During his long and very successful career on the lecture circuit, Mark Twain had one story that was his favorite. It was the story he heard in the Nevada Territory.
Twain was told that he must not miss hearing a story told by an elderly gentleman named Jim Blaine. He would only tell the story if he was drinking whiskey. When Blaine was sufficiently drunk he would begin to tell the story about his grandfather’s old ram. But his memory was so good, it would divert him into telling details that had nothing to do with the story! As a result, he never finished the story, as the whiskey would always cause him to fall asleep. Nobody ever got to hear what happened to the old ram.
When Twain’s wife Olivia attended her husband’s lectures, she would always eagerly await the “ram” story. There was one line in the story that she particularly liked. In the story, an Irishman would fall three stories from a building where he was laying bricks. He landed on a stranger and killed him. A dog named Jasper was nearby and people wondered why the man didn’t fall on the dog, thus preventing the stranger from being killed. The answer was simple, “The dog would have seen him coming”.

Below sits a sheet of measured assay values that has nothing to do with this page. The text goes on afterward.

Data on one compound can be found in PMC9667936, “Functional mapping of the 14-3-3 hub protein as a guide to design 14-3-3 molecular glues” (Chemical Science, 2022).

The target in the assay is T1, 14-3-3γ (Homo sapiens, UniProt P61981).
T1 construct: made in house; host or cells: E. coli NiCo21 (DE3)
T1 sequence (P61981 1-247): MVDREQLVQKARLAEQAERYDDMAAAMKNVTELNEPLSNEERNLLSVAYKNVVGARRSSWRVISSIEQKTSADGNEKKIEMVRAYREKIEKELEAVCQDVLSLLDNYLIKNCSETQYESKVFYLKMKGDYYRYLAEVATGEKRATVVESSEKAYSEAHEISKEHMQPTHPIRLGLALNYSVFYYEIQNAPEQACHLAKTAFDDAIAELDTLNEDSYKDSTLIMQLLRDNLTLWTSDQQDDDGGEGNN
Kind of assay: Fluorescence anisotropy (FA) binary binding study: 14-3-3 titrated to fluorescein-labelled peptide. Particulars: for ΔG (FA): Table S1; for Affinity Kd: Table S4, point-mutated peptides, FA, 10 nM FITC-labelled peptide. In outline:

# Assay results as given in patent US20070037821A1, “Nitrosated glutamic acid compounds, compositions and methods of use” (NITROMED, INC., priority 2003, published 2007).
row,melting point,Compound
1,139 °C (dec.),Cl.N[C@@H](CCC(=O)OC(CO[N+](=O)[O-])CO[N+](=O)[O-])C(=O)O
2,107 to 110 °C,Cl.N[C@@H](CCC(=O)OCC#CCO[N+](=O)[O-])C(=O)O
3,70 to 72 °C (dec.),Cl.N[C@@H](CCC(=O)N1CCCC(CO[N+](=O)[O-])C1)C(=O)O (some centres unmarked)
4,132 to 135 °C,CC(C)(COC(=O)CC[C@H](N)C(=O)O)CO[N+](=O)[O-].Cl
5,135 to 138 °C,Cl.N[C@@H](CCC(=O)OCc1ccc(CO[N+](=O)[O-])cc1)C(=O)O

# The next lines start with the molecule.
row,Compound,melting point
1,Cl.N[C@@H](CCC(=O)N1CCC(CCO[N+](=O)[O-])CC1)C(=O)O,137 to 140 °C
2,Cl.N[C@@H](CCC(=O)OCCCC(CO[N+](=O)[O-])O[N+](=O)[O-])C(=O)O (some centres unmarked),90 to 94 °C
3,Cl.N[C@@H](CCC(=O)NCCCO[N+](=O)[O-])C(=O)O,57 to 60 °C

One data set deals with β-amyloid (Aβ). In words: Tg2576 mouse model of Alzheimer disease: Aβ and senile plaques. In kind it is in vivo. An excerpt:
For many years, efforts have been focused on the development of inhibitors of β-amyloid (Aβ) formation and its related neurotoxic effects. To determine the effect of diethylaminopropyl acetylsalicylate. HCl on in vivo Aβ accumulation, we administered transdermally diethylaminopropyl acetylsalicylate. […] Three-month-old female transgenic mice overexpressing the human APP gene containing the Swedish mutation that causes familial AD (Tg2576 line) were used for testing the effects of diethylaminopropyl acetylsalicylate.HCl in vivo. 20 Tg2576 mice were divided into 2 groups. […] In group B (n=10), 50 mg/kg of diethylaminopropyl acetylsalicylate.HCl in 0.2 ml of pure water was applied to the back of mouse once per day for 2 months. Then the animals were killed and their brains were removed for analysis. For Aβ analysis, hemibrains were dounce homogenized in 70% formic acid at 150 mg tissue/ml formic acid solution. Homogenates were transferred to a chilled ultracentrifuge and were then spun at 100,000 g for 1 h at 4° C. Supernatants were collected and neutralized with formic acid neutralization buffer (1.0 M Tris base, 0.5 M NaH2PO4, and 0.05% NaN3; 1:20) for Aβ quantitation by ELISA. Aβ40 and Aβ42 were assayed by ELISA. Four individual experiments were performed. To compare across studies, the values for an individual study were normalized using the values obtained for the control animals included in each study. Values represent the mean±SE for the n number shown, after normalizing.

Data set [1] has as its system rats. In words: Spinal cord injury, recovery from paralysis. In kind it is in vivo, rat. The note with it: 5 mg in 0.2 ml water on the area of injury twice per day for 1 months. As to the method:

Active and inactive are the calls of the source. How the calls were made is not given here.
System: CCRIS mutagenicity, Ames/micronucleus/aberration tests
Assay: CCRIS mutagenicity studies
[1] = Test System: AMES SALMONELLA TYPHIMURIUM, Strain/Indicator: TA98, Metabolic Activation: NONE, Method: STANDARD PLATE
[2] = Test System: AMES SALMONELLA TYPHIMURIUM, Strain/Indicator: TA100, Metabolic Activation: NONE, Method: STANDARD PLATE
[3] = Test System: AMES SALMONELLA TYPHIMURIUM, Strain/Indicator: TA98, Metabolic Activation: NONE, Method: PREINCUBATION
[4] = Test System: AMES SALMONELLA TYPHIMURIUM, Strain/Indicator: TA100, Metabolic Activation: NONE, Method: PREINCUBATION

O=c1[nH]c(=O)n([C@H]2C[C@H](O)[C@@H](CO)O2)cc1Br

Olivia Twain would always judge the success of the lecture by how well her husband delivered that line. If Twain paused for the proper length of time before delivering that line, the audience would laugh hysterically. If the pause was not timed properly, the joke would fall flat.
Twain did not agree with his wife on this point, but it was not in his interest to dispute the matter. Twain first related this tale in his book Roughing It. But on the lecture circuit, he made significant changes to suit his audiences. Nobody heard him tell it as many times as his wife, and she never tired of hearing him tell it. The Grandfather’s Old Ram story is a classic Mark Twain humorous tale. The audience is caught up in the unrelated stories and is entertained throughout.
I told this story to six different audiences last month and each reacted a little differently. This experience gave me just a taste of what Mr.Twain related about his having told it hundreds of times. I look forward to practicing the story on another audience soon.